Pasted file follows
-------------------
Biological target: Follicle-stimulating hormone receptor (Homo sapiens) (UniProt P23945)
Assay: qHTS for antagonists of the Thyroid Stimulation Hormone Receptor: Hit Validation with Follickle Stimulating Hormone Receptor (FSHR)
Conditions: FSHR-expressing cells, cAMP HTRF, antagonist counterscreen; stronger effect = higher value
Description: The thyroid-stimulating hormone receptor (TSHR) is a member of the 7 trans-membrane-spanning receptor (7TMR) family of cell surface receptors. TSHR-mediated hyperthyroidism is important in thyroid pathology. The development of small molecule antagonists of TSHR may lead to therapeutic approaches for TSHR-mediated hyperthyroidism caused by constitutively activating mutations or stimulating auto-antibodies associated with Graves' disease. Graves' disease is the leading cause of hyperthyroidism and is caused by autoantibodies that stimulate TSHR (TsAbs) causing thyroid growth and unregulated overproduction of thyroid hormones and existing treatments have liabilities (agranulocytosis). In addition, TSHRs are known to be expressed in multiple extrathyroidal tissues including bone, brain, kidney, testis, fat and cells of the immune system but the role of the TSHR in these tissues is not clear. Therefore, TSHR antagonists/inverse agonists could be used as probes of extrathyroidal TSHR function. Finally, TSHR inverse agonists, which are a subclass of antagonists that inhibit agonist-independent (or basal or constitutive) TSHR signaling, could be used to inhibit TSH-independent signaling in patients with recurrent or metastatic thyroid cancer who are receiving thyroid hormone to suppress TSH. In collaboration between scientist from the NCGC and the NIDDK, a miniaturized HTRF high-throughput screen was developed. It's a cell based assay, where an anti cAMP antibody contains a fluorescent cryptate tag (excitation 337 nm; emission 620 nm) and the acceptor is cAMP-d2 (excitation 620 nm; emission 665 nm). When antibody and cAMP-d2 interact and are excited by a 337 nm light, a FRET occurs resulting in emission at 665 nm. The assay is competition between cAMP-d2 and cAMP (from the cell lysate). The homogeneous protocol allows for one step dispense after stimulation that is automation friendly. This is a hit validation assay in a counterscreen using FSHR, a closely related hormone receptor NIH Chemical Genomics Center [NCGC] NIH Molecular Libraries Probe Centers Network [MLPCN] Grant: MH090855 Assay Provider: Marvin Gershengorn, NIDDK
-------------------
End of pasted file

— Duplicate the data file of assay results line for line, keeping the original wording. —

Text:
Biological target: Follicle-stimulating hormone receptor (Homo sapiens) (UniProt P23945)
Assay: qHTS for antagonists of the Thyroid Stimulation Hormone Receptor: Hit Validation with Follickle Stimulating Hormone Receptor (FSHR)
Conditions: FSHR-expressing cells, cAMP HTRF, antagonist counterscreen; stronger effect = higher value
Description: The thyroid-stimulating hormone receptor (TSHR) is a member of the 7 trans-membrane-spanning receptor (7TMR) family of cell surface receptors. TSHR-mediated hyperthyroidism is important in thyroid pathology. The development of small molecule antagonists of TSHR may lead to therapeutic approaches for TSHR-mediated hyperthyroidism caused by constitutively activating mutations or stimulating auto-antibodies associated with Graves' disease. Graves' disease is the leading cause of hyperthyroidism and is caused by autoantibodies that stimulate TSHR (TsAbs) causing thyroid growth and unregulated overproduction of thyroid hormones and existing treatments have liabilities (agranulocytosis). In addition, TSHRs are known to be expressed in multiple extrathyroidal tissues including bone, brain, kidney, testis, fat and cells of the immune system but the role of the TSHR in these tissues is not clear. Therefore, TSHR antagonists/inverse agonists could be used as probes of extrathyroidal TSHR function. Finally, TSHR inverse agonists, which are a subclass of antagonists that inhibit agonist-independent (or basal or constitutive) TSHR signaling, could be used to inhibit TSH-independent signaling in patients with recurrent or metastatic thyroid cancer who are receiving thyroid hormone to suppress TSH. In collaboration between scientist from the NCGC and the NIDDK, a miniaturized HTRF high-throughput screen was developed. It's a cell based assay, where an anti cAMP antibody contains a fluorescent cryptate tag (excitation 337 nm; emission 620 nm) and the acceptor is cAMP-d2 (excitation 620 nm; emission 665 nm). When antibody and cAMP-d2 interact and are excited by a 337 nm light, a FRET occurs resulting in emission at 665 nm. The assay is competition between cAMP-d2 and cAMP (from the cell lysate). The homogeneous protocol allows for one step dispense after stimulation that is automation friendly. This is a hit validation assay in a counterscreen using FSHR, a closely related hormone receptor NIH Chemical Genomics Center [NCGC] NIH Molecular Libraries Probe Centers Network [MLPCN] Grant: MH090855 Assay Provider: Marvin Gershengorn, NIDDK